Spring and Rigel

It is finally starting to feel like spring is here, even though we are having bouts of snow and it is still very cold. Something about the sun feels more spring-like. Maybe the feeling is induced by the yellow roses and pink tulips Dimitris surprised me with yesterday, which feel like very spring-y flowers. In reality, I wish the occasion for them was a bit happier. He dropped them off as a “get well soon” present for Rigel, who is once again having urinary problems.

Ever since his issues from years ago, after which he had a Perineal Urethrostomy, he has been more prone to bouts of idiopathic cystitis and infection. We’ve been “free” of it for the last few years, but it was bound to happen eventually.

On Monday morning I noticed him repeatedly trying to go to the litterbox, over and over again. At the same time he began to sniff for other places to pee. He tried to go in the remnants of his old box, which had been sitting empty next to the front door waiting for a trip to the recycling station. He also kept going out on the balcony and trying to pee in the dirt of last year’s plant containers. He looked uncomfortable and was vocalizing. I quickly checked for signs of blockage, by checking if he was getting any pee out in the litter and also checking the urine on his fur. Luckily with a PU surgery having been done blockage was less likely, and he was getting pee out - it was just drops, likely because his bladder was empty from frequent urination. I checked for any signs of blood, which can often be spotted in the color of the litter or on his fur, and didn’t notice anything. It was more likely that he was very irritated and in pain, and kept feeing the need to pee even though there wasn’t much there. This all happened within a span of about 15 minutes, and I called the local vet clinic right away to make an appointment.

Unfortunately they had no spots available until the next morning. I decided to book that and watch him closely, since if he got worse we’d need to go to a different emergecy hospital before the appointment. I also started to call another clinic to get an appointment sooner, but by that point he seemed to have begun acting fine - eating, playing, tail up, and he seemed to stop pacing to the box. I decided to start off by waiting until the morning, because the local vet clinic was within walking distance (about a ten minute walk). Feline Idiopathic Cystitis is known to sometimes be triggered or exacerabated by stress, and walking him over to the local clinic near home would be less stressful for him than being put in a taxi and driven elsewhere, especially because we take our normal harness walks around the area as well. I decided that since he seemed to be mostly fine we would wait for now.

He seemed to be largely fine for the rest of the day, to the point that I thought maybe the issue was already resolving. That night he started going to the box more times than usual again, but I saw him getting out some nice pee clumps so it was clear that he was emptying.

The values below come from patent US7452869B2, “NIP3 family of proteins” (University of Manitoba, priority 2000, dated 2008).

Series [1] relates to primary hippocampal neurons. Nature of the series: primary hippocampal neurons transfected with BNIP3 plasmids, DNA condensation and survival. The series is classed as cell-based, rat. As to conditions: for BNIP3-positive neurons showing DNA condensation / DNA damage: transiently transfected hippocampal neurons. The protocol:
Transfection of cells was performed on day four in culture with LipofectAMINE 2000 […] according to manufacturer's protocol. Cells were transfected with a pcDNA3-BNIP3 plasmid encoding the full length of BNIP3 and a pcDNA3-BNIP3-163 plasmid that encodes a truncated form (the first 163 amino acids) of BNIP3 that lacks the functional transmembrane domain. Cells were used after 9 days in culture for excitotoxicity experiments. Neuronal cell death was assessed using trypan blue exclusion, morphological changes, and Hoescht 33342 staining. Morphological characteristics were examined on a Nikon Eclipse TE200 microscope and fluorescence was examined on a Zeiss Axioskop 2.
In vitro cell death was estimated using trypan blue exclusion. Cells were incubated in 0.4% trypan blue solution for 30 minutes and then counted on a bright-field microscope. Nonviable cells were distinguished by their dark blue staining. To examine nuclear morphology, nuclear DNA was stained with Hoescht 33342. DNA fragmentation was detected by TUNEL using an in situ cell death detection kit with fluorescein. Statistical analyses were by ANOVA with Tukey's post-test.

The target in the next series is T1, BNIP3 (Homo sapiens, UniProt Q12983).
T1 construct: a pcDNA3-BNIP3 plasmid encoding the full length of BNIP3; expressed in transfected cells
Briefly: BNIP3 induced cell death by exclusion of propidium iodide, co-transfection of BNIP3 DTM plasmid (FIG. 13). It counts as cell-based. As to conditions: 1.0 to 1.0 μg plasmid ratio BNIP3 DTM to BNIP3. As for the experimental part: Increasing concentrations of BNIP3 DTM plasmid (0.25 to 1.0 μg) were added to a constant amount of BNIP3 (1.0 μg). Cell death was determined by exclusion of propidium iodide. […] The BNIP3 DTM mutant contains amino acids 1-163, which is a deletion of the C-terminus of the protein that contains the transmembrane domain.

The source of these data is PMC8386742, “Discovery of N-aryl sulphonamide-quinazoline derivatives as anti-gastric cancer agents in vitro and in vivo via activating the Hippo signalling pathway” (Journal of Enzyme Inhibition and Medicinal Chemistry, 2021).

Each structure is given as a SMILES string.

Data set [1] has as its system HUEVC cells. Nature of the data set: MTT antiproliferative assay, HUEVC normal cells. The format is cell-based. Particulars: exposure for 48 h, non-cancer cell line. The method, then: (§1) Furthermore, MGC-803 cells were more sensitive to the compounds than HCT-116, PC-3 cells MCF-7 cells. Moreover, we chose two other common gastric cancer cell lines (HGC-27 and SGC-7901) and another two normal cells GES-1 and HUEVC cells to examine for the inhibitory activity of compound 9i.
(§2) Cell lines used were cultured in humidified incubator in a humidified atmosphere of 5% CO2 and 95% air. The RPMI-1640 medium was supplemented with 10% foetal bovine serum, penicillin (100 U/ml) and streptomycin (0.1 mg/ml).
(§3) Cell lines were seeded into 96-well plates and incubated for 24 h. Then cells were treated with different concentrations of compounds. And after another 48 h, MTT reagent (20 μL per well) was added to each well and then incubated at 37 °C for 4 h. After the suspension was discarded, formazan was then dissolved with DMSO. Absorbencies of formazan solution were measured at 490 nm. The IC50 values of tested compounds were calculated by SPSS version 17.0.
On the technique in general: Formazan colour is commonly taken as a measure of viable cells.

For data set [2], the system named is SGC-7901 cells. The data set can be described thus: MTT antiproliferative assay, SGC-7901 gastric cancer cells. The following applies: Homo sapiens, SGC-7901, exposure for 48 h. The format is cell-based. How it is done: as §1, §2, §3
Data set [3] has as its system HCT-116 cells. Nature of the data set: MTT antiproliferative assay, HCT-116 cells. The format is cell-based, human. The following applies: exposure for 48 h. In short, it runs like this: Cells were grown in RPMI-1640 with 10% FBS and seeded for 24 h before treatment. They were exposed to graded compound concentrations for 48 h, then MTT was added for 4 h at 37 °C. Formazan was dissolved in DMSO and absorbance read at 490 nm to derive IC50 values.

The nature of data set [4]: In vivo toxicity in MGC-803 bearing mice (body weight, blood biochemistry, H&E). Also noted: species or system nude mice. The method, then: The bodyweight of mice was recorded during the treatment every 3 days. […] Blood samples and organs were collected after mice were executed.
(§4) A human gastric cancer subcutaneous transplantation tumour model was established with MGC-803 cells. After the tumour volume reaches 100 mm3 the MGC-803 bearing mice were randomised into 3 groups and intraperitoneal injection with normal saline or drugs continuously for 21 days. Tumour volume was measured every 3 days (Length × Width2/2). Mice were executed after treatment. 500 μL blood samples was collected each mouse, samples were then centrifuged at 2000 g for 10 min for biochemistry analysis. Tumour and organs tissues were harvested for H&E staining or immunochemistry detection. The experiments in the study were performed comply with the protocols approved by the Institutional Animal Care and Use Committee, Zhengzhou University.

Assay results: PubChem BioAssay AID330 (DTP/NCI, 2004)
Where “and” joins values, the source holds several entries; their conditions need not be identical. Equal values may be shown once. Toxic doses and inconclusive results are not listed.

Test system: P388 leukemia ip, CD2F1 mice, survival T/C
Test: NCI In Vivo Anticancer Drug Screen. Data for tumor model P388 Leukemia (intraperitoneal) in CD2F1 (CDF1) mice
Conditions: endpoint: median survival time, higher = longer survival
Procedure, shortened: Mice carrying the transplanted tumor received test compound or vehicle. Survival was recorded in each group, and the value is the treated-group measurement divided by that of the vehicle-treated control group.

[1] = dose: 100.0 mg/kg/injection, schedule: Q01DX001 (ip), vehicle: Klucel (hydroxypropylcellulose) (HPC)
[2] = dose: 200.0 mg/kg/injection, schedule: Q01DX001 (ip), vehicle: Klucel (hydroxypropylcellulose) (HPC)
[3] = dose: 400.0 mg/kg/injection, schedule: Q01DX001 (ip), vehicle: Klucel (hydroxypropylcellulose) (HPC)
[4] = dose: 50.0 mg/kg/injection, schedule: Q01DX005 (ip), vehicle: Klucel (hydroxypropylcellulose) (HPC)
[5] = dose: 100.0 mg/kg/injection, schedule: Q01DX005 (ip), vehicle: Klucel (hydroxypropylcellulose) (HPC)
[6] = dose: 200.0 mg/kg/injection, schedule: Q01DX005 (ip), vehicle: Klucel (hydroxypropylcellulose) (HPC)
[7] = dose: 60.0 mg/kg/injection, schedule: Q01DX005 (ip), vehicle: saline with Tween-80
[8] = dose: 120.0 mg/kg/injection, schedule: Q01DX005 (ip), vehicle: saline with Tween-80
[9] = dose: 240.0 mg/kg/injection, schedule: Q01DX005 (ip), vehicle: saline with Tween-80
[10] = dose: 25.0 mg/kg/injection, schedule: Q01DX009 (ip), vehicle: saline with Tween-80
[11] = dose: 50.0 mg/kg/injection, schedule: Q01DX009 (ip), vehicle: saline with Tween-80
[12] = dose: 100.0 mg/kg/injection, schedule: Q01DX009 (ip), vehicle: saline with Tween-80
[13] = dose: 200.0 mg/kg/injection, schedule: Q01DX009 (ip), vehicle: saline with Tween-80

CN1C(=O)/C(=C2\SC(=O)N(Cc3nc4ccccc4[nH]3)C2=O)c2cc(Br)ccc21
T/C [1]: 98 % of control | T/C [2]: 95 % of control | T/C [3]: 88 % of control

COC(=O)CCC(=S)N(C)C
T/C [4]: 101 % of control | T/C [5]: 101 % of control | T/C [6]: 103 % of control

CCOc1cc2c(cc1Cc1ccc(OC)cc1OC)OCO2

The next morning we got ready to go to the vet, and about 40 minutes before our appointment the vet’s office called and said that the vet was sick. Crap. The next slot they had would be Thursday morning (it was Tuesday at the time). We booked that since he was acting pretty normal at that point and it seemed OK to wait some more, of course still with the understanding that if he got worse he’d go to the emergency room.

He seemed to continue to get better, aside from slightly more frequent urination than usual in the morning and at night. On Thursday morning the vet examined him and said his bladder felt small and soft, a good sign that he was getting urine out well. She also felt his spine for signs of pain and didn’t feel anything, as sometimes pain can trigger cystitis. She suspected it was idiopathic cystits. We discussed maybe doing an ultrasound and an x-ray after giving him a sedative, but I was cautious of putting him through a bunch of procedures again after everything he’d already been through. He was already very agitated at the vet, and putting him under more stress could make him worse. The vet agreed and said that as long as he is eating, drinking, and acting fine we can start with a blood test and some anti-inflammatories in the meantime. Then if he does not get better or if the blood test shows something off, we can come back and run more tests.

Unfortunately they did not let me stay with him during the blood drawing like I normally would. Usually I hold him to help calm him down. Each visit to the vet with him seems worse. He is very vocal in his hissing and growling, but has never so much as made a move to bite a person. So normally I hold him and it is fine. This time because I could not be there to hold him, for their safety they decided to put a cone on him, which he hates. But the test seemed to go OK. Afterwards because the vet was so close to our house we took a walk back home. He enjoyed sniffing around in the grass and trees, and it seemed to distract him. He was walking around bright eyed and bushy tailed our way back to the house. Unfortunately though at that time I noticed him trying to squat repeatedly in the grass again, trying to pee. This is really when it was very pronounced - he seemed to get worse again in terms of urination frequently.